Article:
Nudge Policy Making: Meaning and Relevance for India

Published: October 20, 2018

In 2016, US President Obama asked US agencies to include nudges in their day-to-day operations. With that, the US has joined a group of nations such as the UK, Australia, Singapore and institutions like the World Bank who are using behavioural research to improve public policy and deliver better results.

In the same year, the Indian government’s think tank NITI Aayog announced its decision to establish a Nudge Unit similar to the Behavioural Insights Team in the UK. NITI Aayog had tied up with the Bill & Melinda Gates Foundation for the implementation. Nudge policy would benefit the flagship programmes of the government like Jan Dhan Yojana, Swachh Bharat Mission, Digital India etc.

What are Nudges?

Nudging, literally means, to push against gently. But in governance or economics, Nudges can be defined as the guide for the policy to achieve the desired outcomes. Creating these nudges needs expertise at two levels viz- Cognitive Bias (understanding the reasons for the consumers choosing less optimum routes) and Interventions (designing signs that guide users to best routes).

What are the benefits?

  • It helps in understanding people’s thinking, decisions, and behaviours.
  • It helps people develop their thinking as well as decisions.
  • To manage changes of all types.
  • Finding and altering existing unhelpful influences on people.

How does it work?

Behavioural economists have found that all types of psychological or neurological biases convince people to make choices that look contrary to their best. The idea of nudging is based on the theory that it is possible to make people take better decisions by showing them choices in different ways.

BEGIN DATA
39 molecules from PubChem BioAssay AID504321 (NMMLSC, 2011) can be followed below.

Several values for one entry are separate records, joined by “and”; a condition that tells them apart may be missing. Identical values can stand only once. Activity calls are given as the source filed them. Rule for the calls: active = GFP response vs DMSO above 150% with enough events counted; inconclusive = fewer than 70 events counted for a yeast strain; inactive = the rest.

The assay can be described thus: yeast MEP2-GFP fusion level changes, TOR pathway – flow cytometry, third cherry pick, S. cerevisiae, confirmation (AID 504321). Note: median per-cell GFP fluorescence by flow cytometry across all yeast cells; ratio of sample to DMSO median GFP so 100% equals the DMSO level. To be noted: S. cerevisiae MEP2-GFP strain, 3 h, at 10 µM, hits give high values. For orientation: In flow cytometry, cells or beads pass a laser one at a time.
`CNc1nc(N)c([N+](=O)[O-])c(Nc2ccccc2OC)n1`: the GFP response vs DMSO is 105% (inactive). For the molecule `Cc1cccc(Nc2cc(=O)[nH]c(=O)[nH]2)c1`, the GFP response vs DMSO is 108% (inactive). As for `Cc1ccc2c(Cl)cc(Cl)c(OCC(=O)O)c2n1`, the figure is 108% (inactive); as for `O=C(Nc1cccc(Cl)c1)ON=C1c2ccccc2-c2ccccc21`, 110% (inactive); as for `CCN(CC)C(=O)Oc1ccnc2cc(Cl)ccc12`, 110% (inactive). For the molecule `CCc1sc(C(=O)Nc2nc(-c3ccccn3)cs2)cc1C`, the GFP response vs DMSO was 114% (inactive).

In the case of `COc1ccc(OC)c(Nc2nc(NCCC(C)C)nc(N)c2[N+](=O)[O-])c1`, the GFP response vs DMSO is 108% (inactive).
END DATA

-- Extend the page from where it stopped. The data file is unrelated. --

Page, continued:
What is the experience of other countries?

  • In Singapore, providing the average electricity consumption of the locality on the back of bills has nudged or convinced households to think about their own energy usage, influencing them towards minimizing them to the average levels. This is an example of groupthink effect.
  • Copenhagen’s experiment of utilizing green footsteps to lead people to trash bins helped in the reduction of littering by 46 percent.
  • Singapore printed tax bills on the pink paper which is generally used for collecting debts resulted in a 3-5% point improvement in the prompt payments.

How is it relevant for India?

  • Using fictionalized photographs of a person getting run over by a train decreased railway-related deaths substantially at unmanned crossings, which should be considered by the railway ministry for implementation as a pilot.
  • Such interventions may also boost signing up for organ donation, and on that basis, make over the ‘give it up’ policy for cooking gas subsidy.
  • The government has already been using choice interventions such as subsidies and taxes to alter citizen behaviour.

Understanding nudging correctly and starting initiatives that consider such biases will make the public-spending more effective. Furthermore, India can make use of this opportunity to lead the way in pioneering behavioural research in South Asia concentrating on the policy challenges distinct to this region.

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